While the sport of athletics may be irrepressible, it is just as fair to say it is hardly flourishing.  For decades, the sport has been caught in a netherworld between its amateur past and a never-quite-professional present, all the while fighting a losing PR battle in the war against performance-enhancing drug use and the corruptions in governance that accompany such a vast extra-national aggregation of players, agencies, events, and federations.  To the general public, PED use has spread like an acrid stain over actual performance as the defining characteristic of the athletics’ game, though it may be no less prevalent than in many other sports.

Within the industry itself, there have been innumerable symposia searching for a solution to the sport’s public image problem.  And though strides have been made in the short rein under Sebastian Coe’s leadership of the IAAF, a lasting resolution still remains down the track. Today, however, the U.S. Supreme Court may have offered a saving, though not ideal, grace.

As reported by AP, the Supreme Court ruled 6-3 today to strike down the 1992 Professional and Amateur Sports Protection Act (PASPA), a law barring state-authorized sports gambling. The court’s decision came in a case brought by the state of New Jersey, which had fought for years to legalize gambling on sports at casinos and racetracks in the Garden State. Nevada was the lone state grandfathered in at the time of the 1992 law where a person could wager on the results of a single sporting contest.

“The legalization of sports gambling requires an important policy choice, but the choice is not ours to make,” wrote Justice Samuel Alito for the court. “Congress can regulate sports gambling directly, but if it elects not to do so, each state is free to act on its own. Our job is to interpret the law Congress has enacted and decide whether it is consistent with the Constitution. PASPA is not.”

With this ruling in hand, New Jersey is set to take bets within a matter of a few weeks at their casinos and race tracks.  It has been estimated that as many as 32 other states would likely offer sports betting within a five-year span.

Because gambling remains a mostly black market enterprise, it’s not possible to accurately estimate how much is actually spent per year. But experts suggest that illegal betting in the United States represents a business of $50-150 billion, maybe more. According to research by UNLV’s Center for Gaming Research, legal sports betting in Nevada totaled nearly $5 billion last year, with American football — college and professional — accounting for $1.76 billion.

Corruption has long been the bete noir for those espousing the legalization of sports gambling. Such famous cases as the 1919 Black Sox World Series scandal, the 1978 Boston College point-shaving basketball scandal and the Pete Rose ban from baseball in 1989 for gambling while managing the Cincinnati Reds are seen as cautionary tales.  But gambling advocates are quick to point out that sports’ gambling is already a massive enterprise, meaning games have long been vulnerable to corruption, and that regulation, rather than an outright ban is the best way to address the issue. There are those who advocate for a similar policy in dealing with drug use in sports.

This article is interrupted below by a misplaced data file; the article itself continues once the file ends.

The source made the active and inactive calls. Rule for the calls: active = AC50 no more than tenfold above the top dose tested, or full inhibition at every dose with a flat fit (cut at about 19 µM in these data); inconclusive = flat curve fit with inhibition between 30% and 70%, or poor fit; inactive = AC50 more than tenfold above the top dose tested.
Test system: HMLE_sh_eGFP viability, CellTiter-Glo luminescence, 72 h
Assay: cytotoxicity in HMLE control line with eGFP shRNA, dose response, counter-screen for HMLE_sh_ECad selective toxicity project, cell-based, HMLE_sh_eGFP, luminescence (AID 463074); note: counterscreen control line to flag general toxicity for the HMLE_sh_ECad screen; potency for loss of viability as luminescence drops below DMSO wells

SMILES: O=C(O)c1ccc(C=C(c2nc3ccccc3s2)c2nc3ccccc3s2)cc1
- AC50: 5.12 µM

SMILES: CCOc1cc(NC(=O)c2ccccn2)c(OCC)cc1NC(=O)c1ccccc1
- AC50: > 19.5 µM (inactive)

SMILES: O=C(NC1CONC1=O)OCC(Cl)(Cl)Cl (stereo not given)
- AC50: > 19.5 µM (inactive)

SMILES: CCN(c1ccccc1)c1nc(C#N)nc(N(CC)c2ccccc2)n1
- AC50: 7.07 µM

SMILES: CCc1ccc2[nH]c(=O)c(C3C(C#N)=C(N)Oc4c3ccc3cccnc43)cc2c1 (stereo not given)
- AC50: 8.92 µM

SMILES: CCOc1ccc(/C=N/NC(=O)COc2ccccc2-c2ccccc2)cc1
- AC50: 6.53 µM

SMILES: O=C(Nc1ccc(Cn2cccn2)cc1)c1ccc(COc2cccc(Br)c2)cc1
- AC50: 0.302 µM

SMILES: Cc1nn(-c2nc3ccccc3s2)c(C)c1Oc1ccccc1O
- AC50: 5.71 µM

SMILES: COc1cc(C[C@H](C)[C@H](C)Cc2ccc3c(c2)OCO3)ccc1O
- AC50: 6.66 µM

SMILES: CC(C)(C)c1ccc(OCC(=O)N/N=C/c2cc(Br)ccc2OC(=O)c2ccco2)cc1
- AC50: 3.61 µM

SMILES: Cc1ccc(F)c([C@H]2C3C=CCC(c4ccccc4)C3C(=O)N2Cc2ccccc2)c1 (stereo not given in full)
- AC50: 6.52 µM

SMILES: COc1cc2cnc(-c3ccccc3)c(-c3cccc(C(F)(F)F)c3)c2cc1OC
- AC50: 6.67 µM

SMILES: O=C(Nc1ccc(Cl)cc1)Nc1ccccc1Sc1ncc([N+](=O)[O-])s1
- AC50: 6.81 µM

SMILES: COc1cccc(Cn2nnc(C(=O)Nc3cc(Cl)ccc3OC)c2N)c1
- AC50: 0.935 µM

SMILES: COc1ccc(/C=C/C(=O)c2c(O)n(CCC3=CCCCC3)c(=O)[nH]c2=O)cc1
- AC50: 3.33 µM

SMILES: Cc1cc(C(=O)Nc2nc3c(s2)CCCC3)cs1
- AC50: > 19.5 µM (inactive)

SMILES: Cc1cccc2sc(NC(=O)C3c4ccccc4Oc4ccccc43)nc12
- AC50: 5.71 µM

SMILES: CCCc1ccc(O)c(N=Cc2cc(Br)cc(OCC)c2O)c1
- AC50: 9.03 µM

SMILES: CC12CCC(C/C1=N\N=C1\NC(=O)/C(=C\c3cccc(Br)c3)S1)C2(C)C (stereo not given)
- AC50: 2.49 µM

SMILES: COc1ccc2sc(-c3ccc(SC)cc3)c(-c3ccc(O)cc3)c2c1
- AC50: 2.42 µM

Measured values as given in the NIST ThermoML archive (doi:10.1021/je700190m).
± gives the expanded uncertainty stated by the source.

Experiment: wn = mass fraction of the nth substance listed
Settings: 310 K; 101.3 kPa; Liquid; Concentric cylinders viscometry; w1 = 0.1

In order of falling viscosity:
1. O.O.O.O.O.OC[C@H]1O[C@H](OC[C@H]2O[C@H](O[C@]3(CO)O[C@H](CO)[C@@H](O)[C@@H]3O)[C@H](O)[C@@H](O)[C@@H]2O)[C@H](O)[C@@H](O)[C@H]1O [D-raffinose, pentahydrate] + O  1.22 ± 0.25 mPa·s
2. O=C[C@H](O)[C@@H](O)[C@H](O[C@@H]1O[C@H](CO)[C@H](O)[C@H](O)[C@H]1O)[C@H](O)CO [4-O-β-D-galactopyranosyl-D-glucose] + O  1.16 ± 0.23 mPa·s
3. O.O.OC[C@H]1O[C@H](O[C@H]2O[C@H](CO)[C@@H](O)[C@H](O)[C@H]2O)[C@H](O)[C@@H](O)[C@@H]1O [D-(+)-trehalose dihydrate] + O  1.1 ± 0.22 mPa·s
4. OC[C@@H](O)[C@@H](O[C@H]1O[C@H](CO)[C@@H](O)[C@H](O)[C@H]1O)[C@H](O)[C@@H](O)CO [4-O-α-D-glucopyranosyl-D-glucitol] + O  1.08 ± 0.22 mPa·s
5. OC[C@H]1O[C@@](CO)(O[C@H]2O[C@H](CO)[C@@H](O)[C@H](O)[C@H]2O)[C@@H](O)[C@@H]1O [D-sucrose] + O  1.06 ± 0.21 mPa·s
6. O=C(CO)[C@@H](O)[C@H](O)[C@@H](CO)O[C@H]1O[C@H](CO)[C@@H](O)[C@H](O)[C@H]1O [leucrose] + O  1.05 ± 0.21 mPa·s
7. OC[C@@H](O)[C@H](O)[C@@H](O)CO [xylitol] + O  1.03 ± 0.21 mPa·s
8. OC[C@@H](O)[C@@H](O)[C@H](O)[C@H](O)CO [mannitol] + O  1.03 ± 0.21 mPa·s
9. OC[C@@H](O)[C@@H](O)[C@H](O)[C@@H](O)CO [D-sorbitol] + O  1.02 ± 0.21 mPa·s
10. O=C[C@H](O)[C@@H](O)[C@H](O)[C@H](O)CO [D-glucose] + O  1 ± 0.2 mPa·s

When my wife worked at Active.com while the company was still headquartered in La Jolla, California, the company outing would sometimes be held at the nearby Del Mar race track.  Well, nobody in that circle followed horse racing as such or cared one whit about the outcome of the races being run. But they did care about the fiver they had on the #6 horse, and stood rapt along the rail as the horses thundered down the stretch, hoping their horse would come through and pay off.

Yes, gambling can go from a fun, harmless diversion to an unhealthy obsession with serious financial consequences before you know it. And corruption, some say, lies just around the bend when you introduce gambling for we are a weak and easily swayed species. But the restrictions placed on drug use have not proven to be a successful model so far, whether in sport, or society at large. In fact, the prison population in America spiked by over 700% from 1970 to 2013 to over 2.2 million, with nearly 50% incarcerated for drug convictions, mostly involving cannabis. Yet today, marijuana is legal in 29 states and the District of Columbia as generations turn over and newer, more lenient views on medicinal and recreational drug use are embraced. Times and people’s views change.

Would there be those motivated to cheat or throw races if gambling was introduced into athletics? You can never say never. Would unsavory characters suddenly find interest in meets and road races? Didn’t they used to hold governing positions in the sport?  So ask yourself which is better, to allow the continued slow dissolution of the sport, or to introduce a less-than-perfect-but-now-legal means that might goose interest in a sport in dire need of taking a gamble on its future?

I look forward to any reader’s comments, pro or con.



  1. I think gambling in track is a great idea. At this point the sport has nothing to lose. Sure you have to watch for cheating but so what…snooker and cricket have had scandals with fixes but eventually they get caught…. the miscreants get tossed out and the game goes on.

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